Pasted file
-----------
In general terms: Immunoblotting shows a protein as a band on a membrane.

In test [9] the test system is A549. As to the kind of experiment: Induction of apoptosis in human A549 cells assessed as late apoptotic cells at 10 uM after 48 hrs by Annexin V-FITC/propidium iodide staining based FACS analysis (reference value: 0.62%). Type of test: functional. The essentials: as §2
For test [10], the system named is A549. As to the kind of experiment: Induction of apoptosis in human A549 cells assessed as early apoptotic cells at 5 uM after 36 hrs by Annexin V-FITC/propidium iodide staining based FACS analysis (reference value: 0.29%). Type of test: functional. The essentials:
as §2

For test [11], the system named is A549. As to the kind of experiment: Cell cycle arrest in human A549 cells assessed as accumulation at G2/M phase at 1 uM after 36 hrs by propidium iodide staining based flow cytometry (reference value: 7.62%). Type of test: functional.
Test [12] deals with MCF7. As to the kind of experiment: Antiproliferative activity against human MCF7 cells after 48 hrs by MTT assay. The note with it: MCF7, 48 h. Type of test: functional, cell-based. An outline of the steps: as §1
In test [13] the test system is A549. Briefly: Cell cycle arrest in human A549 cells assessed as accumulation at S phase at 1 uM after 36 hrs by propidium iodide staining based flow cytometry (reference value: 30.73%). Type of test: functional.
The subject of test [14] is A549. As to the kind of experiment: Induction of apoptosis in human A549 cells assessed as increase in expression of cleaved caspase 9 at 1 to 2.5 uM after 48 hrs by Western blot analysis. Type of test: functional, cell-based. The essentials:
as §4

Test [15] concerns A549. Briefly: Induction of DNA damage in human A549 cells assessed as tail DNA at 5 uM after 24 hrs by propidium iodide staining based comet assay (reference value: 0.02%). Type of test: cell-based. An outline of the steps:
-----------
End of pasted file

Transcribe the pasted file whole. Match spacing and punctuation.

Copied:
In general terms: Immunoblotting shows a protein as a band on a membrane.

In test [9] the test system is A549. As to the kind of experiment: Induction of apoptosis in human A549 cells assessed as late apoptotic cells at 10 uM after 48 hrs by Annexin V-FITC/propidium iodide staining based FACS analysis (reference value: 0.62%). Type of test: functional. The essentials: as §2
For test [10], the system named is A549. As to the kind of experiment: Induction of apoptosis in human A549 cells assessed as early apoptotic cells at 5 uM after 36 hrs by Annexin V-FITC/propidium iodide staining based FACS analysis (reference value: 0.29%). Type of test: functional. The essentials:
as §2

For test [11], the system named is A549. As to the kind of experiment: Cell cycle arrest in human A549 cells assessed as accumulation at G2/M phase at 1 uM after 36 hrs by propidium iodide staining based flow cytometry (reference value: 7.62%). Type of test: functional.
Test [12] deals with MCF7. As to the kind of experiment: Antiproliferative activity against human MCF7 cells after 48 hrs by MTT assay. The note with it: MCF7, 48 h. Type of test: functional, cell-based. An outline of the steps: as §1
In test [13] the test system is A549. Briefly: Cell cycle arrest in human A549 cells assessed as accumulation at S phase at 1 uM after 36 hrs by propidium iodide staining based flow cytometry (reference value: 30.73%). Type of test: functional.
The subject of test [14] is A549. As to the kind of experiment: Induction of apoptosis in human A549 cells assessed as increase in expression of cleaved caspase 9 at 1 to 2.5 uM after 48 hrs by Western blot analysis. Type of test: functional, cell-based. The essentials:
as §4

Test [15] concerns A549. Briefly: Induction of DNA damage in human A549 cells assessed as tail DNA at 5 uM after 24 hrs by propidium iodide staining based comet assay (reference value: 0.02%). Type of test: cell-based. An outline of the steps: